Martlets is working in collaboration with the Community Homeless Team in Brighton to improve palliative and end-of-life support for those who are homeless and vulnerably housed. It’s important to reduce the misinformation around how people end up living on the streets. People who are homeless and vulnerably housed have often had traumatic lives. They may have had to cope with mental health illness. Repeated trauma and abuse experienced in childhood can affect people life-long. Substance misuse can seem to be a way of coping but impacts on physical health. Working collaboratively to support this group of patients with often high degrees of complex needs who develop life-limiting illness is crucial.
People who are homeless and vulnerably housed experience barriers to accessing healthcare. They may experience stigma and discrimination or not feel able to prioritise their health. Sometimes they may not want to engage with their health at all. Frontline staff not trained in healthcare can find this stressful. Consequently, symptoms may not be recognised so are less well managed. If someone is approaching the end of their life at a relatively young age, it may be difficult to recognise.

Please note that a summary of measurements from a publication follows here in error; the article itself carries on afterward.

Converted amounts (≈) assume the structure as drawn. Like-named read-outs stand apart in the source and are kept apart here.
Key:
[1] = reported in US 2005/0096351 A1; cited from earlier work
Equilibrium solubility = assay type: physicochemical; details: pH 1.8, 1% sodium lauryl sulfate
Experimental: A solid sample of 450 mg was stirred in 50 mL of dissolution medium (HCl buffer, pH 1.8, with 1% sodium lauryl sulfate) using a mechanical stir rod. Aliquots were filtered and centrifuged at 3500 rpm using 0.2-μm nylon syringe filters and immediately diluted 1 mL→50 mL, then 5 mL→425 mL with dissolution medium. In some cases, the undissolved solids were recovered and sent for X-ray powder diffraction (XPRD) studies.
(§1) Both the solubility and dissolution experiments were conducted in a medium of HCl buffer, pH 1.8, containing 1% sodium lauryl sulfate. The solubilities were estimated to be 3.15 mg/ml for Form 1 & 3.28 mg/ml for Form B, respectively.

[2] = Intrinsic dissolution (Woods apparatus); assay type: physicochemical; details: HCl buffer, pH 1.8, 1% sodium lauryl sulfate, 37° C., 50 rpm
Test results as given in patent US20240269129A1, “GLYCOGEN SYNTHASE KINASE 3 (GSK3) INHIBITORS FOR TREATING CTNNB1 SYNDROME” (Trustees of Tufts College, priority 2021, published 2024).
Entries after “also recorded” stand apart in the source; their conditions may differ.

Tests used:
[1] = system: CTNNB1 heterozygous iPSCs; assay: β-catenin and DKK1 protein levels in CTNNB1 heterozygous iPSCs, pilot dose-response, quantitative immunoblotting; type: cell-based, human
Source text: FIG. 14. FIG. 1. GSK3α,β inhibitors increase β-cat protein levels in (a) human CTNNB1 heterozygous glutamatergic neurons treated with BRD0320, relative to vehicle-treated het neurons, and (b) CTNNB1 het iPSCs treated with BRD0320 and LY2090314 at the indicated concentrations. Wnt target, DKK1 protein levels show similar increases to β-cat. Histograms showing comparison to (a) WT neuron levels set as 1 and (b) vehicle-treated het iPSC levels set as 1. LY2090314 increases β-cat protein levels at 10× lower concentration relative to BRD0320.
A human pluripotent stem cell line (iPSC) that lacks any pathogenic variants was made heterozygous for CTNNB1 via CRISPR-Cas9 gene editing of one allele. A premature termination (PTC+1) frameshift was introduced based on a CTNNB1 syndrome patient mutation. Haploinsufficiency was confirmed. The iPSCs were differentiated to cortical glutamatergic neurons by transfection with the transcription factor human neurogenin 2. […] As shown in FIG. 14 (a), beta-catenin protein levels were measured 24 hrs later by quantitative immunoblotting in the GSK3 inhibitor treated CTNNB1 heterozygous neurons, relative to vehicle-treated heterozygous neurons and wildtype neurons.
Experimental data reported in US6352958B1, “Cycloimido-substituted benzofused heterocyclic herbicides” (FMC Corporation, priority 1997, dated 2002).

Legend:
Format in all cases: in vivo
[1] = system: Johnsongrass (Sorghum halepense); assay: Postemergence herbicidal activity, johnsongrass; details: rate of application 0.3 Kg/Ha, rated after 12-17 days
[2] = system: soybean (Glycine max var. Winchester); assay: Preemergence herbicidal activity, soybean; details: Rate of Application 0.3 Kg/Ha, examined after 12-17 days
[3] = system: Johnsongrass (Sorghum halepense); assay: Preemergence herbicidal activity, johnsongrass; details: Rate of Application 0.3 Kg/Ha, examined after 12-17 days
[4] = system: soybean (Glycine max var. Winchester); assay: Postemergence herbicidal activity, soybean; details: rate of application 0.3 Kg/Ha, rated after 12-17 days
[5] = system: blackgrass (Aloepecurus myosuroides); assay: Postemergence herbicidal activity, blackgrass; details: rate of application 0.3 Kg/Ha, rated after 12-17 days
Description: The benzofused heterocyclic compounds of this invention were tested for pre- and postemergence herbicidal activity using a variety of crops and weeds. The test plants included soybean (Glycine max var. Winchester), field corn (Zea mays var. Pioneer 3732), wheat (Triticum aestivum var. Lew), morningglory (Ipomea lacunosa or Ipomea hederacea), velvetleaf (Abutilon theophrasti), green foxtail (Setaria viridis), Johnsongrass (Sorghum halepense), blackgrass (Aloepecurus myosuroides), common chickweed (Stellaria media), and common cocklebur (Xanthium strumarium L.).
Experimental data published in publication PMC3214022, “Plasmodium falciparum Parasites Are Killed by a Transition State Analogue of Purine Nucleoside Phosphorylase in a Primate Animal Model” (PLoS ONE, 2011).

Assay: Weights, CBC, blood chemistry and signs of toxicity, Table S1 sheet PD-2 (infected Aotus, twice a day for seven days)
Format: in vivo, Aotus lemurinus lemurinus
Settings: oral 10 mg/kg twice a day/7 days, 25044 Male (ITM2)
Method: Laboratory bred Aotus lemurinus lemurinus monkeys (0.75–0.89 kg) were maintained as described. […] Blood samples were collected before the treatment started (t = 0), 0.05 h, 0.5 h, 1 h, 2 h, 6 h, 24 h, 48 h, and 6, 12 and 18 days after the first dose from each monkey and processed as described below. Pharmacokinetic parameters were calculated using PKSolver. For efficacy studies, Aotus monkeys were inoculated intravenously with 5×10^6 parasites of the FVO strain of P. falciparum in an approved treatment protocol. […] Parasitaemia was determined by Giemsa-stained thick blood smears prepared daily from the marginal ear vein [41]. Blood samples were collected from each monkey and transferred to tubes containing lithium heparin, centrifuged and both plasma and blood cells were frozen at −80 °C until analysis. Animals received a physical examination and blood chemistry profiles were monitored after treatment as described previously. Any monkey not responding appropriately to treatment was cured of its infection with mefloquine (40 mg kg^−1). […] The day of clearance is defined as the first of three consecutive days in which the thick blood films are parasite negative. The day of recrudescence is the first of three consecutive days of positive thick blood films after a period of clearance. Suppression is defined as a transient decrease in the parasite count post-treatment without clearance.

Martlets received a grant for a year-long project. Working with Brighton’s Community Homeless Team a two-hour teaching session has been created and delivered to frontline staff working with this group which includes:
‘Red Flag’ signs of deteriorating health, particularly important where there is a lack of information on someone’s health.
Being young and frail.
Considerations in pain management including total pain in the context of complex needs of mental health issues, socially being without a secure home and emotionally being estranged from family and the sense of guilt that may exist as a result.
Understanding what palliative care support can offer.
Research by Dr Caroline Schulman and St Mungo’s in London has shown that educational support for frontline staff can help improve palliative support for those who are homeless and vulnerably housed (Shulman, Hudson, Kennedy, et al., 2018).
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